New bank to play niche role

MARTA STEEMAN
Last updated 05:00 18/12/2012

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New Zealand has a new bank, Heartland, but it will not go head to head with the big four banks on home mortgages.

Heartland formed in January 2011, from the merger of Marac Finance with two building societies, and set out to secure a banking licence.

It is New Zealand's 22nd bank and has assets of $2.35 billion, making it about the same size as SBS Bank, formerly the Southland Building Society.

The Reserve Bank announced yesterday it had granted it banking registration.

Heartland intends to be a niche player, focusing on lending to small to medium businesses, rural business and households.

Its business is already spread through New Zealand and a good portion is in Canterbury.

Heartland chairman Bruce Irvine said the company was delighted.

Chief executive Jeff Greenslade said while other banks were heavily focused on household mortgages, Heartland was looking to grow lending to the productive sector of "hardworking New Zealanders, small businesses and farmers".

"So you won't see us charging out trying to take on the major banks with say residential mortgages or transactional banking.

"Those things are price-driven and they reward scale so we will leave that to them and focus on things we can do better, such as livestock financing and plant and equipment financing."

In the new year Heartland was looking at developing other lending products such as those for funding children's education and healthcare. Heartland already has almost $2b in loans, nearly half of that for home loans and car purchases, business loans of $540 million and rural loans of $479m at June 30.

The company had had to demonstrate to the Reserve Bank its financial strength, strong systems and processes and good governance to gain registration. Greenslade said the two years it took was not unusual.

He did not see Heartland as a successor to Pyne Gould Corporation, the parent of Marac Finance, the biggest lender in the group that formed Heartland.

He said PGC was first and foremost a rural services company which had some diverse assets including a finance business.

"To say that we are a successor to PGC I think is a complete stretch and is incorrect. What Heartland is and had to be was a fresh start. It wouldn't have happened if it was a PGC offshoot."

After the collapse of the New Zealand finance company sector, the Reserve Bank introduced tougher rules, and the merging companies believed they had better prospects if they united.

Heartland shares closed 2c higher at 69c yesterday. Its share price is now 42 per cent ahead of the end of 2011.

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New Heartland shareholder Max Smith, who bought his shares only a month ago, said the registration was "a good sign".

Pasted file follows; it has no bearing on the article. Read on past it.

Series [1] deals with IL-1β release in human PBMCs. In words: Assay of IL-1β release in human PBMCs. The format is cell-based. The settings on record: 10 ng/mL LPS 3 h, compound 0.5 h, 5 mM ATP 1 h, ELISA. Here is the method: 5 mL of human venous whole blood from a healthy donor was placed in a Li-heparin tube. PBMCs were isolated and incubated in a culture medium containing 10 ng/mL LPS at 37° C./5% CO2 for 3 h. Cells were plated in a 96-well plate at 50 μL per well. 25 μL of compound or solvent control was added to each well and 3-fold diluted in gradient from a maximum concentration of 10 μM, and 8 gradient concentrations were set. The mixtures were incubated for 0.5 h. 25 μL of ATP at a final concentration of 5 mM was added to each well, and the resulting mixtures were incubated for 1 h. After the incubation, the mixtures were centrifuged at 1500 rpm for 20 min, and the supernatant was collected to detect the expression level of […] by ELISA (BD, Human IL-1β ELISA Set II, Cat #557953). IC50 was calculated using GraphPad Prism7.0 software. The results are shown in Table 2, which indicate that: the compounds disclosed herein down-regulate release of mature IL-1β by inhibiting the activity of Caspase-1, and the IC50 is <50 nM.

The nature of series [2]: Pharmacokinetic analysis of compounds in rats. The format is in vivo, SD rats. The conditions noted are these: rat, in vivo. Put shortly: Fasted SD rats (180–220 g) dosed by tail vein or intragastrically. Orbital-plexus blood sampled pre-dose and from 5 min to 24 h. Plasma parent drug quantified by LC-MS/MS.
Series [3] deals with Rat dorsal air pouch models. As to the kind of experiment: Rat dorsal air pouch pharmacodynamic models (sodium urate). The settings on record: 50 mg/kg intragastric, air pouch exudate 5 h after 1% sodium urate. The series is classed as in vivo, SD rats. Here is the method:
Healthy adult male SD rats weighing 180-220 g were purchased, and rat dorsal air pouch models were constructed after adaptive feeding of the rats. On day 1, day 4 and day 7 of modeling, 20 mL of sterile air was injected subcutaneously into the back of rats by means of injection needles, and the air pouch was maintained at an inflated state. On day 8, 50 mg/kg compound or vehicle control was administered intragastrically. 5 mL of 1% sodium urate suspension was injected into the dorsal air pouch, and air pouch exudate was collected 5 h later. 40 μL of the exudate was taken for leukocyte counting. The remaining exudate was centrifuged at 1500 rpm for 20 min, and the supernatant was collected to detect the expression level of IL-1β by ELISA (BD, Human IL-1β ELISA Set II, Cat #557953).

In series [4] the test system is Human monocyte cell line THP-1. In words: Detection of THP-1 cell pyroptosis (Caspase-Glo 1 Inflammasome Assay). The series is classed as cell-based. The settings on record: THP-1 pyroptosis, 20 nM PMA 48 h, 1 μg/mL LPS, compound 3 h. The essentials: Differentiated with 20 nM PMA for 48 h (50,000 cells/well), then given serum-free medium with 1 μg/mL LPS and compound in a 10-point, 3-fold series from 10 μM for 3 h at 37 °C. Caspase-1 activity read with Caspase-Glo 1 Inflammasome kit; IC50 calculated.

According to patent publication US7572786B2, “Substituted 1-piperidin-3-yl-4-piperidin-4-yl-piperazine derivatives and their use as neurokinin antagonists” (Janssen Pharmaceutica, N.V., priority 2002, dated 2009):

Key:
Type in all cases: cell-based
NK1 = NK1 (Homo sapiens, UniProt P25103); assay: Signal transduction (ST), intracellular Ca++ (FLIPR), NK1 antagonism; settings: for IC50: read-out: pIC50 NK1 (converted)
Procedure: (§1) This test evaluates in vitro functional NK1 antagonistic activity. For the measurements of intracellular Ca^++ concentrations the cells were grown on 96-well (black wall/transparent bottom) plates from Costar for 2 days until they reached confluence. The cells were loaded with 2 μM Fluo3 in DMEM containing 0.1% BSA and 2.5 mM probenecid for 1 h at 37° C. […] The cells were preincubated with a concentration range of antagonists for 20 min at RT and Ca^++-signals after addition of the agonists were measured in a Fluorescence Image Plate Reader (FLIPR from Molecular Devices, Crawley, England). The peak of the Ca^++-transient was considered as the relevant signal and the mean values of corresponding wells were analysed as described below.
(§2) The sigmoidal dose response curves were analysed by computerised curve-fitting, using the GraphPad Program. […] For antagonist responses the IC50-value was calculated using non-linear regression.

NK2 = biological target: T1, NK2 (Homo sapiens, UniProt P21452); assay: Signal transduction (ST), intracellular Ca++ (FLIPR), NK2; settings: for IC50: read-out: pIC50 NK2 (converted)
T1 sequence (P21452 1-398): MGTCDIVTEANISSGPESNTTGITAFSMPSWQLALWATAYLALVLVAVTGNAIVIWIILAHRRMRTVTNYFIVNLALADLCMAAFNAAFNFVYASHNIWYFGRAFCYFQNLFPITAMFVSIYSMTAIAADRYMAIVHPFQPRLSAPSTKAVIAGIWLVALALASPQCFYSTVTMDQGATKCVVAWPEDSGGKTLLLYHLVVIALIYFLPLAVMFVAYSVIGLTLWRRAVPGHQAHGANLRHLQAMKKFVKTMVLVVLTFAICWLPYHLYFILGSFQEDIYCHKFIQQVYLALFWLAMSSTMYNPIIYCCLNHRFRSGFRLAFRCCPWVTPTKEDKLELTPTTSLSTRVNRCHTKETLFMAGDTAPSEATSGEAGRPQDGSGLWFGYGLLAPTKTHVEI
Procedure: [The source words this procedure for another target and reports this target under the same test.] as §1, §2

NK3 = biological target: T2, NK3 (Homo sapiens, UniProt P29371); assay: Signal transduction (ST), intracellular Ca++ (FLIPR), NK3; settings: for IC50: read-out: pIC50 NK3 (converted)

"My view on the matter is that it's excellent news," said Smith, a member of the New Zealand Shareholders' Association.

After the formation of Heartland, PGC distributed its shares in the firm to PGC's shareholders in May 2011.

Shareholder Reese Hart said Heartland's banking licence was good news.

However, he still had lost money on Heartland and PGC shares. He bought shares in PGC for 40c a share in late 2009 when PGC was raising capital to rescue Marac.

He received shares in Heartland in late 2011 when PGC distributed its shares to individual PGC shareholders.

The combined value of the Heartland shares and the PGC shares were still not worth what he had paid for them.

Another shareholder who has lost about $100,000 in Heartland and PGC shares feels let down by the directors of the companies and said other shareholders felt the same.

He did not want his name in the newspaper.

Sharebroker Hamilton Hindin Greene director Grant Williamson said the banking registration was good news.

"I think what it will do is add a lot of confidence for investors and for customers of Heartland."

He was surprised the Heartland shares only rose 2c to 69c and had expected something like a 7c to 10c rise.

But the shares had been rising for a while and securing the banking licence had probably been already priced in, he said.

 

HEARTLAND

Formed in January 2011.

Merger of Marac Finance with CBS Canterbury and Southern Cross Building Society. 

August 2011 Heartland bought PGG Wrightson Finance.

Total assets $2.35 billion at June 30 2012.

Bank registration gained in December 2012.

3040 business accounts, $540m of loans. 1784 rural accounts, $479m of loans.

44,700 consumer-retail accounts, $955m of loans.

- © Fairfax NZ News

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